The chair of the pAS has written two useful books.

    Pernicious Anaemia: the Forgotten Disease: The Causes and Consequences of Vitamin B12 Deficiency

    Living with Pernicious Anaemia and Vitamin B12 Deficiency

  • I wonder if there is an admin who could 'pin' your post, Sleepybunny, as there are lost of useful links & sources of info in it & I've noticed you and others keep having to repost these almost every day, which is really helpful. If it could be pinned it would be accessible all the time.

  • Hi,

    I'm no expert: my daughter of 23 has pernicious anaemia and now has regular B12 injections: Interestingly she believes the onset of this condition was in her teens remaining untreated until she developed a wide range of symptoms both physiological and neurological/psychological so I would suggest that you gain as much knowledge and information as possible on this site and elsewhere, ask for blood test results from your GP, is there any evidence of autoimmunity? My daughter has Reynauds, Pernicious anaemia is also auto immune affecting the periatal?cells...It's complex. I don't know why youngsters are developing these conditions..however in your daughter's case it maybe dietry as you suggest. You need to be able to talk with your GP about your concerns and with your daughter about any changes she may have noticed.

    Good Luck

  • Doctors reseach shows that Vitamin B12 tablets 1000ug is safe. You will get this small tablet in independent health food shops and I have been taking b12 1000ugs for 15 years. Vitamin B12 lowers homostyine which is a toxin that causes strokes and heart attacks

    Love & Peace

  • 1000mcg tablets may be safe but for anyone with a B12 absorption they are very unlikely to be of any use.

  • The reason the B12 is not absorbed is because the amount given is too low, usually 10mcg. All my friends take this little table and they are well. We would waste £2.50 buying the tablet if it did not work. Belief is everything. Patrick Holford is a nutritional therapist and I trust him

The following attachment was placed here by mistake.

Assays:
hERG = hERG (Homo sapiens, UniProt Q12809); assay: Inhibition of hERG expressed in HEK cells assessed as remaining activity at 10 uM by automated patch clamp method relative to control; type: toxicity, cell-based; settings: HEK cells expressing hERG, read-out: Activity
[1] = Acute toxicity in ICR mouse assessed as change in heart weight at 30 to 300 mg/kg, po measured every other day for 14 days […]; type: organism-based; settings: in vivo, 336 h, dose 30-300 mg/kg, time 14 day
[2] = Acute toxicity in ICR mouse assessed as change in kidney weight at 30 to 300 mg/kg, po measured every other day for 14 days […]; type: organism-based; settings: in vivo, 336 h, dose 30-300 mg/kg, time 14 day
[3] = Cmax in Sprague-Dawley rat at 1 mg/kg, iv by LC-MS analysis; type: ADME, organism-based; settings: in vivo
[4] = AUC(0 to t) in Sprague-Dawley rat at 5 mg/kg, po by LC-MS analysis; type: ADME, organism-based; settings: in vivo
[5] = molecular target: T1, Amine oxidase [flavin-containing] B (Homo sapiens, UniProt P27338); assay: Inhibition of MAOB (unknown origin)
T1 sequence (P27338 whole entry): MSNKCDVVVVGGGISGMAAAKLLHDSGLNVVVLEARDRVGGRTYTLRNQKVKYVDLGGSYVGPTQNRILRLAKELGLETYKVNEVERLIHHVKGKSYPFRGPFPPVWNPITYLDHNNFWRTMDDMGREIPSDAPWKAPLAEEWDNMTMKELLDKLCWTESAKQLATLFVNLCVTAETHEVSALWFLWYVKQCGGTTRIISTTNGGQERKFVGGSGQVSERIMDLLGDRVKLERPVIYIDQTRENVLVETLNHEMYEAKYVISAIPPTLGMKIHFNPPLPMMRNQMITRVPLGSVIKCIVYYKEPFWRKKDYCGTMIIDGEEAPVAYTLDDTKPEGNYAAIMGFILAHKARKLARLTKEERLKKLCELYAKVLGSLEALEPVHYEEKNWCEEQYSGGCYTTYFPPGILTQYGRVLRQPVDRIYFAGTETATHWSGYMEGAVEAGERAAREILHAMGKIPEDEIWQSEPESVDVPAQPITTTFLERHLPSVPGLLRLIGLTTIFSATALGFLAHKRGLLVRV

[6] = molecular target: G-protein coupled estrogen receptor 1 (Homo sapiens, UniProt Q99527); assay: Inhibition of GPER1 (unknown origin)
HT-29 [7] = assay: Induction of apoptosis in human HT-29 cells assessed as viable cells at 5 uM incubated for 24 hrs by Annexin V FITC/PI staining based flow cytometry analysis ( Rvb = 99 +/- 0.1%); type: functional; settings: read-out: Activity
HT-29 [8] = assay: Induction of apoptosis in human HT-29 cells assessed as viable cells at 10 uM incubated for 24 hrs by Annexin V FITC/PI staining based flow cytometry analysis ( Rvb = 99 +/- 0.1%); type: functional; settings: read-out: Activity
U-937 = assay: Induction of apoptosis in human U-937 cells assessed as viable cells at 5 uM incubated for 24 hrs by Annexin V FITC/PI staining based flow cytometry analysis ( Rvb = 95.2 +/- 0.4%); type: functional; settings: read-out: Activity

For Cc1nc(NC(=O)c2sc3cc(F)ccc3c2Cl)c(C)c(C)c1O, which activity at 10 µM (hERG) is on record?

• Those of us who have, for whatever reason, lost the ability to absorb B12 from food can not absorb B12 from oral tablets either regardless of the amount of B12 in the tablet. A very tiny amount can, under certain circumstances, be absorbed passively but this tiny amount is nowhere near enough to make any difference to our symptoms although it may raise the level of B12 in our blood slightly.

    To suggest that taking 1000mcg oral tablets is the answer to our problems shows a complete lack of understanding of chronic B12 deficiency.

  • My advise - ditch the cyanocobalamin - it`s got cyanide in it ! Get a B12 boost spray containing methylcobalamin active B12 or buy methylcobalamin sublingual lozengers with Co Q10 to help absorption .

  • Hi,

    Perhaps the GP might consider giving her the Active b12 , MMA and homocysteine tests?

    Bear in mind that supplementation with B12 prior to these tests may affect the reliability of the results. It is possible to get these done privately.


    The book "Could it be B12" by Sally Pacholok is a useful read.

  • I have her latest results as below, any thoughts would be fab x

    Full blood count 424

    Haemoglobin concentration 143 (115-165)

    Total white blood count 9.2 (4-11)

    Platelet count 306 (150-450)

    Mean cell volume 93 (84-102)

    Mean cell haemoglobin 40 (28-33)

    Mean cell haemoglobin concentration 326 (300-350)

    B12 247

    Serum folate 8.5

You may also like...